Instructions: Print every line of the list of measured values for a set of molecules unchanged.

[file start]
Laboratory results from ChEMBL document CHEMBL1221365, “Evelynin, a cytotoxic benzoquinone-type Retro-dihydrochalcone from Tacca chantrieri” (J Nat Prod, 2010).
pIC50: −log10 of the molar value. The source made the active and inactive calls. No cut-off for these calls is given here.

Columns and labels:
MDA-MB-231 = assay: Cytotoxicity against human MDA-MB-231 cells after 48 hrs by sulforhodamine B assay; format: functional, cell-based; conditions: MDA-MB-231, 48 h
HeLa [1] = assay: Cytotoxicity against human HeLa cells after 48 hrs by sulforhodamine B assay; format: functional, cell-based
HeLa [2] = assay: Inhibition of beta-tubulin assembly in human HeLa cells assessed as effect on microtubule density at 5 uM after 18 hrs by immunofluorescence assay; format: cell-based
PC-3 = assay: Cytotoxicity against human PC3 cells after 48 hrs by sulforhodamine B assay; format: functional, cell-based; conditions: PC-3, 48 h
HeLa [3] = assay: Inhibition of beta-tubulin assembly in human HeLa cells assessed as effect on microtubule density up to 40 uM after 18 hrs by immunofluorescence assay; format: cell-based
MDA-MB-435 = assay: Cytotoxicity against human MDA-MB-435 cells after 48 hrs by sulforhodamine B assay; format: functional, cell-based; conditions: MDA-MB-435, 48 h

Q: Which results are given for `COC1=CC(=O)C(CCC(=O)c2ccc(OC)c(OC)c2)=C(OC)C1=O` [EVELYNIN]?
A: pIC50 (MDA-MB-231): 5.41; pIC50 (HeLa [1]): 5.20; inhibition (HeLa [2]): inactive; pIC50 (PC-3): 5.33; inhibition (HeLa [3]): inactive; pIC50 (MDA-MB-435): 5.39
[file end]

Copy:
Laboratory results from ChEMBL document CHEMBL1221365, “Evelynin, a cytotoxic benzoquinone-type Retro-dihydrochalcone from Tacca chantrieri” (J Nat Prod, 2010).
pIC50: −log10 of the molar value. The source made the active and inactive calls. No cut-off for these calls is given here.

Columns and labels:
MDA-MB-231 = assay: Cytotoxicity against human MDA-MB-231 cells after 48 hrs by sulforhodamine B assay; format: functional, cell-based; conditions: MDA-MB-231, 48 h
HeLa [1] = assay: Cytotoxicity against human HeLa cells after 48 hrs by sulforhodamine B assay; format: functional, cell-based
HeLa [2] = assay: Inhibition of beta-tubulin assembly in human HeLa cells assessed as effect on microtubule density at 5 uM after 18 hrs by immunofluorescence assay; format: cell-based
PC-3 = assay: Cytotoxicity against human PC3 cells after 48 hrs by sulforhodamine B assay; format: functional, cell-based; conditions: PC-3, 48 h
HeLa [3] = assay: Inhibition of beta-tubulin assembly in human HeLa cells assessed as effect on microtubule density up to 40 uM after 18 hrs by immunofluorescence assay; format: cell-based
MDA-MB-435 = assay: Cytotoxicity against human MDA-MB-435 cells after 48 hrs by sulforhodamine B assay; format: functional, cell-based; conditions: MDA-MB-435, 48 h

Q: Which results are given for `COC1=CC(=O)C(CCC(=O)c2ccc(OC)c(OC)c2)=C(OC)C1=O` [EVELYNIN]?
A: pIC50 (MDA-MB-231): 5.41; pIC50 (HeLa [1]): 5.20; inhibition (HeLa [2]): inactive; pIC50 (PC-3): 5.33; inhibition (HeLa [3]): inactive; pIC50 (MDA-MB-435): 5.39